Tornado Blog

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By Katherine on 7/31/2014 9:13 PM
Measurements and dimensions may not mean much to some.  But, being able to stand up inside your underground storm shelter – now that has a lot a meaning for people.  Here at Thunderground Storm Shelters, we are the home of the TALL shelter (up to 6’3”.)  Below is our LARGE TALL storm shelter.



For those who would like to see all the dimensions, please check out our different sizes on our website here: www.thundergroundss.com/ourshelters.  We have a graphic similar to the one here for all five of our models.

We encourage our customers to compare dimensions, when looking at other companies’ storm shelters.

Please call us today at 405-310-3527.  Thunderground Storm Shelters want to help protect your family.  All it takes is a $300 refundable deposit to reserve your shelter today.

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By Katherine on 7/24/2014 3:01 PM
The National Weather Service just released the preliminary 2013 statistics for weather related fatalities.  As you can see in the graph, it compares 2013 fatalities to the 10 year and 30 year annual average.  It breaks it down by 9 different weather hazards.  



The U.S. Natural Hazard Statistics provide statistical information on fatalities, injuries and damages caused by weather related hazards. These statistics are compiled by the Office of Services and the National Climatic Data Center from information contained in Storm Data, a report comprising data from NWS forecast offices in the 50 states, Puerto Rico, Guam and the Virgin Islands.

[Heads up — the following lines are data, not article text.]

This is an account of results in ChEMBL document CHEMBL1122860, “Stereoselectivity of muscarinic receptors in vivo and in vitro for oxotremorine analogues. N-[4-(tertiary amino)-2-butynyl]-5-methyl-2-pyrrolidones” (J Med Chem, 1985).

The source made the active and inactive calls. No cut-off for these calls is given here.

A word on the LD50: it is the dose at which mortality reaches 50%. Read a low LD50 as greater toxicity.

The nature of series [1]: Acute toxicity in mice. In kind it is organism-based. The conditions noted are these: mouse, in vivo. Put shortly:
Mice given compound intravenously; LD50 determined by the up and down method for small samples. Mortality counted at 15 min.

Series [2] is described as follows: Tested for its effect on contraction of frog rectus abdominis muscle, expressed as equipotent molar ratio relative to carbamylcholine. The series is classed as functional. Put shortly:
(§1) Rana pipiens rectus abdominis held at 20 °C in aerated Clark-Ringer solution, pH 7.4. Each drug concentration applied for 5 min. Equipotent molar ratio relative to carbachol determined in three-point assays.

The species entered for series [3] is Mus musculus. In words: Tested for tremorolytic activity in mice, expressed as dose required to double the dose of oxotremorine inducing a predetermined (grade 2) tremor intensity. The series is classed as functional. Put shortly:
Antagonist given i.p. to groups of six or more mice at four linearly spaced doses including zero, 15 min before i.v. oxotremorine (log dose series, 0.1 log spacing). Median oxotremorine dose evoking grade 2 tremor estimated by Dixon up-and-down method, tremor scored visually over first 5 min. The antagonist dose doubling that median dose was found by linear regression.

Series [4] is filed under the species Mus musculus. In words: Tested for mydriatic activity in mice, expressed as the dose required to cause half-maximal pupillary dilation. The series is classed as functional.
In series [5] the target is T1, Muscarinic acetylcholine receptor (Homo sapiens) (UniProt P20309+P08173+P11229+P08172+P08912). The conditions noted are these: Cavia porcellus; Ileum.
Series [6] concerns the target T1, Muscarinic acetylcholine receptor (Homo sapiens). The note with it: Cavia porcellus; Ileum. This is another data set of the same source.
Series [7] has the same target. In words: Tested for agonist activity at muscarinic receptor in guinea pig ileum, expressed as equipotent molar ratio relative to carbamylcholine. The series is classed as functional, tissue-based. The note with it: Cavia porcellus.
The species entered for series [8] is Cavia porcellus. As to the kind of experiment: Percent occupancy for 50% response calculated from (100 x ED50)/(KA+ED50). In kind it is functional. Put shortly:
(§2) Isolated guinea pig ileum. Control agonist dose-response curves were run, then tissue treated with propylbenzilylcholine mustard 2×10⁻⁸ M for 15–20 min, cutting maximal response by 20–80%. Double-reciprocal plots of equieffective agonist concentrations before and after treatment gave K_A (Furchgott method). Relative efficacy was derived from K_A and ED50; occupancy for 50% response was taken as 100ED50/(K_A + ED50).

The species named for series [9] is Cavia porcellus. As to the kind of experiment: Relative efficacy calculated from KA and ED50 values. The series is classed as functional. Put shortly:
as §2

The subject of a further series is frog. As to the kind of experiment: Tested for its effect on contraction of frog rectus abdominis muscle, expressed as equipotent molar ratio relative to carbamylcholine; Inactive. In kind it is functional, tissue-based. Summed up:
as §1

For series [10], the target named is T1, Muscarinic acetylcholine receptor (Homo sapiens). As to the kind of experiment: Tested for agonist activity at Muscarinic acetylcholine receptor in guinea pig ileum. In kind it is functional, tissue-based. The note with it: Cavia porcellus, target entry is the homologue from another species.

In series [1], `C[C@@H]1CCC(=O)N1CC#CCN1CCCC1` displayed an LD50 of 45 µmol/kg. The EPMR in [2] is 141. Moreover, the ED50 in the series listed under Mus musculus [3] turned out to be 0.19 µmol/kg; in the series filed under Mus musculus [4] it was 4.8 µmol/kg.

This is a great reminder to stay aware & cool during the heat of the summer and to check on your neighbors.

To keep your family safe from tornadoes, now is the time to get your shelter.  Our Summer Savings Sale is through July 31.  You have one more week to get the best price of the year.  Check out our different sizes and Summer Savings Sale on our website here www.thundergroundss.com/ourshelters.

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By Katherine on 7/9/2014 11:47 AM
While Tornado Season for Oklahoma is typically March through late August, once we get past May the possibility of tornadoes seem to wane in our minds.  Just this year alone, there were 109 tornadoes in June in the United States, according to the National Weather Service, and five of them were rated EF4.  So far, there have been 17 tornadoes in July.  Three of the June tornadoes were in the Oklahoma panhandle.  As most of us know, tornadoes can form and cause damage any day of the year and any time of the day.

If you do not yet have a storm shelter to protect your family from a tornado, just because May has passed, does not mean you can “wait until next year.”  Now is the time to get the protection your family needs and take advantage of our SUMMER SAVINGS SALE, which is only through the end of the month.

Right now we are scheduling installations of our underground storm shelters about 3 weeks out.  Check out our different sizes and Summer Savings Sale on our website here www.thundergroundss.com/ourshelters.

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By Katherine on 6/10/2014 9:17 PM
Inside or outside.  It’s a hot topic, when deciding on a storm shelter for your family.  Many have strong opinions for both. Here is a list of factors and concerns to consider for each type of tornado shelter.

Inside the Garage